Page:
You're used to the usual humdrum charges that the Justice Department's voting rights section has been turned to the aim of voter suppression, rather than voter protection. So count this as a new variety of alleged corruption.
As reported by Al Kamen in The Washington Post today, "the acting deputy director of the section, Susana Lorenzo-Giguere, has been accused of collecting a $64 per diem, including on weekends and the Fourth of July, while spending half of June and most of July and August with her husband and kids at their beach house on Cape Cod."
You can read the referenced complaint here, which is addressed to the Justice Department's inspector general. The most sensational accusation, to be sure, is not that Lorenzo-Giguere managed to get paid while staying at her beach house, but that the Department "files lawsuits not because of the merits of the underlying claims but because the venue of the targeted defendant allows Ms. Lorenzo-Giguere to compel taxpayer funding of her annual summer retreat to Cape Cod."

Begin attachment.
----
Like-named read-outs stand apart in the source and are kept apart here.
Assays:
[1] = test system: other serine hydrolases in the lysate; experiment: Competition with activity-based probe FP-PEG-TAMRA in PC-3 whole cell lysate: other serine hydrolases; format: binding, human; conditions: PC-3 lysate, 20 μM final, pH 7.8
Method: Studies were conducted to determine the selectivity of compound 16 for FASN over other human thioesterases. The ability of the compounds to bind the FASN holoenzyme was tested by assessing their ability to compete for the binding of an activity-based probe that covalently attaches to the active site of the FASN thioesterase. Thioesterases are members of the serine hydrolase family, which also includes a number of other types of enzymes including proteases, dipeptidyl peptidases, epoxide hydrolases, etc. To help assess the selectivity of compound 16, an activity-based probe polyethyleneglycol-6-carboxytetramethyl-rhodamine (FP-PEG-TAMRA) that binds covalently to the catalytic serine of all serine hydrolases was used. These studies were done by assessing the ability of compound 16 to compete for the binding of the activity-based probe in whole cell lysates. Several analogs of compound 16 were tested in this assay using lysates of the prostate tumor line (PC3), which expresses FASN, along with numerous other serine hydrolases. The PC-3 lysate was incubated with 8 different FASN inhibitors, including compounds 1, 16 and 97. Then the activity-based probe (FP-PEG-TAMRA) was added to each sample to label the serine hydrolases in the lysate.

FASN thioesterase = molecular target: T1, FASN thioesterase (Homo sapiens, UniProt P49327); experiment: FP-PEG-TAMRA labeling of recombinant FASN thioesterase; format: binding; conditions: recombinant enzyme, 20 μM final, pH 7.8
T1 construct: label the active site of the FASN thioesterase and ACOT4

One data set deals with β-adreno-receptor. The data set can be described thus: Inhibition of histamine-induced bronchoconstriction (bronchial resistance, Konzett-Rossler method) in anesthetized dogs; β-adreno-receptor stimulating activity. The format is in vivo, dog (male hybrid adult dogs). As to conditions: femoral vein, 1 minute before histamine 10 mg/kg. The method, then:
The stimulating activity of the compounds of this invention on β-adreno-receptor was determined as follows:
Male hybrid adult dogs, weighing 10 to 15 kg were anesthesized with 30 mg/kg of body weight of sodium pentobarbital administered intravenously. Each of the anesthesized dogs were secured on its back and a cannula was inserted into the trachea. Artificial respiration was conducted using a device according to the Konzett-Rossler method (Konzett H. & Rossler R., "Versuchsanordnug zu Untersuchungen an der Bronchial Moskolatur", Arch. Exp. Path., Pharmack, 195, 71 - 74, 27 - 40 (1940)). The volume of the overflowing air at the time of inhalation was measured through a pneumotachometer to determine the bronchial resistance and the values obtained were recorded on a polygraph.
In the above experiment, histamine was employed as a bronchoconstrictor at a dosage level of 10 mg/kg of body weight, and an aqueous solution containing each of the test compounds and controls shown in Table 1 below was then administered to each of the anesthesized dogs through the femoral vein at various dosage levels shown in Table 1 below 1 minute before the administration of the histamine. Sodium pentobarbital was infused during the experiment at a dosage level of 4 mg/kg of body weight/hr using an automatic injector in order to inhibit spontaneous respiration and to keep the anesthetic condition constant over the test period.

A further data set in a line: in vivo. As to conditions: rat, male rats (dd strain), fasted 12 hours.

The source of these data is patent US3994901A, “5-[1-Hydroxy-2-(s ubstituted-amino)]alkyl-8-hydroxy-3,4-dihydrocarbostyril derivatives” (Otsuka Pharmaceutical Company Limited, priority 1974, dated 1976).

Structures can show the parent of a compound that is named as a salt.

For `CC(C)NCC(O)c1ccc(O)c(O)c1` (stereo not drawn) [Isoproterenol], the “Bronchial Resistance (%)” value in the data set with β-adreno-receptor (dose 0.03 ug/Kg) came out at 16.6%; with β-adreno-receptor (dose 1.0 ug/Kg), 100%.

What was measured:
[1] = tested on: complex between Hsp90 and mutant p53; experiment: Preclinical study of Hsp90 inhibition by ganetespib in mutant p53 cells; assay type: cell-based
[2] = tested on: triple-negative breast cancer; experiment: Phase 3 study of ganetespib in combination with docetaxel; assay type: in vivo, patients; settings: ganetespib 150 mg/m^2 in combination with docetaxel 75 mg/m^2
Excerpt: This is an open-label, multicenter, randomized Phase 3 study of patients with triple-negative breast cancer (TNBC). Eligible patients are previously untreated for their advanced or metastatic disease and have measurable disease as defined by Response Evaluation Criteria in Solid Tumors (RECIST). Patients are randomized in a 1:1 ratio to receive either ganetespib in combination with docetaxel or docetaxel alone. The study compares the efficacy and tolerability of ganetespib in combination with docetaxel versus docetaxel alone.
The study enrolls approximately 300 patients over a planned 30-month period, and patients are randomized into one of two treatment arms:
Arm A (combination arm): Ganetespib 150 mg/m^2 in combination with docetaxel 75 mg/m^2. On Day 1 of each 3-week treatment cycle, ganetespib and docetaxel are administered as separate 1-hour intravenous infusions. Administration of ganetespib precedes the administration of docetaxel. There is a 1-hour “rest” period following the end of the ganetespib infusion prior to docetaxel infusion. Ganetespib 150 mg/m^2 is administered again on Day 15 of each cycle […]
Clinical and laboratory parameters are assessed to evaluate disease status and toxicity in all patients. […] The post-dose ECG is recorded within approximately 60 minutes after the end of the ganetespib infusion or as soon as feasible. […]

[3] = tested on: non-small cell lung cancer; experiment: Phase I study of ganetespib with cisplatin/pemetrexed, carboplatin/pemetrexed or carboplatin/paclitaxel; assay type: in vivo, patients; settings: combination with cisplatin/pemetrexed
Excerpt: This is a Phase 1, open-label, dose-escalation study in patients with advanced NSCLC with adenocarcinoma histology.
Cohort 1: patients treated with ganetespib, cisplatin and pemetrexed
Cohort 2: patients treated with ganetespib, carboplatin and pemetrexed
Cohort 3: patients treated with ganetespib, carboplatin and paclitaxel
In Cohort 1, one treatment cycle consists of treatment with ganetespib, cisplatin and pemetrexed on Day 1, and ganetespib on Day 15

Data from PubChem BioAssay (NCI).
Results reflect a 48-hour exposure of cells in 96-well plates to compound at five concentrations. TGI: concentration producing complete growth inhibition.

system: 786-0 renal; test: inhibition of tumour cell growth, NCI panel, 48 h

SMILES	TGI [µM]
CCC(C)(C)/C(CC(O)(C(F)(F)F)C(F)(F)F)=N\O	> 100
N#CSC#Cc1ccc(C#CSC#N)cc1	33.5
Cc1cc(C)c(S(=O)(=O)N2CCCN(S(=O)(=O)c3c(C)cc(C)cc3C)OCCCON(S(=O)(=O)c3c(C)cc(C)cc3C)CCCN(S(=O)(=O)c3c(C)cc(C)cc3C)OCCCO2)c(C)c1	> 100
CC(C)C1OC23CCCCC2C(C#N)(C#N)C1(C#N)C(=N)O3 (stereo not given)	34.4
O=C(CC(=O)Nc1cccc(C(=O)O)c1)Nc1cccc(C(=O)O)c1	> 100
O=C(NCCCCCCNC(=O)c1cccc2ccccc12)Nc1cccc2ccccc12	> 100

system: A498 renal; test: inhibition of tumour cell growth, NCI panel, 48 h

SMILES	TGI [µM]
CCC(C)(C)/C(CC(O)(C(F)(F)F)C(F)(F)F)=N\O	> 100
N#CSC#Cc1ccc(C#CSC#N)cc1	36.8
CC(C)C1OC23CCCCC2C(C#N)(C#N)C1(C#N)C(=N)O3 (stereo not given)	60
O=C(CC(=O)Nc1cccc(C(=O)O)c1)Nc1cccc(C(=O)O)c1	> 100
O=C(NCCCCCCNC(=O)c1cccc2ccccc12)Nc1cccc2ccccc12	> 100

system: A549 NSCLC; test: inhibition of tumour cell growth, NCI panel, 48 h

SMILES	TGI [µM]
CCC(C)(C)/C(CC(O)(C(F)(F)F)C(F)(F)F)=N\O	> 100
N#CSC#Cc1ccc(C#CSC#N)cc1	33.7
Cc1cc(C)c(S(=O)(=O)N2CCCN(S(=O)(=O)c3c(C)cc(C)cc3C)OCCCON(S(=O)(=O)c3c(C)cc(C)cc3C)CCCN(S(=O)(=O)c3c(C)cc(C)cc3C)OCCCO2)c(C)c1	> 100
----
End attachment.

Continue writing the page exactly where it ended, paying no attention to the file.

The author of the complaint (redacted in the version TPMmuckraker obtained) notes that certain motions by Lorenzo-Giguere raised arguments "the United States had never raised in similar circumstances in any other litigation." Both lawsuits referenced in the complaint dealt with alleged discrimination against Spanish-speaking voters; the section has pursued a large number of such cases, while virtually abandoning the section's traditional emphasis on protecting African-American voters.
A Department spokesman told Kamen, "The Department's Office of Professional Responsibility is investigating the allegations, and upon conclusion of the investigation the Department will take appropriate action."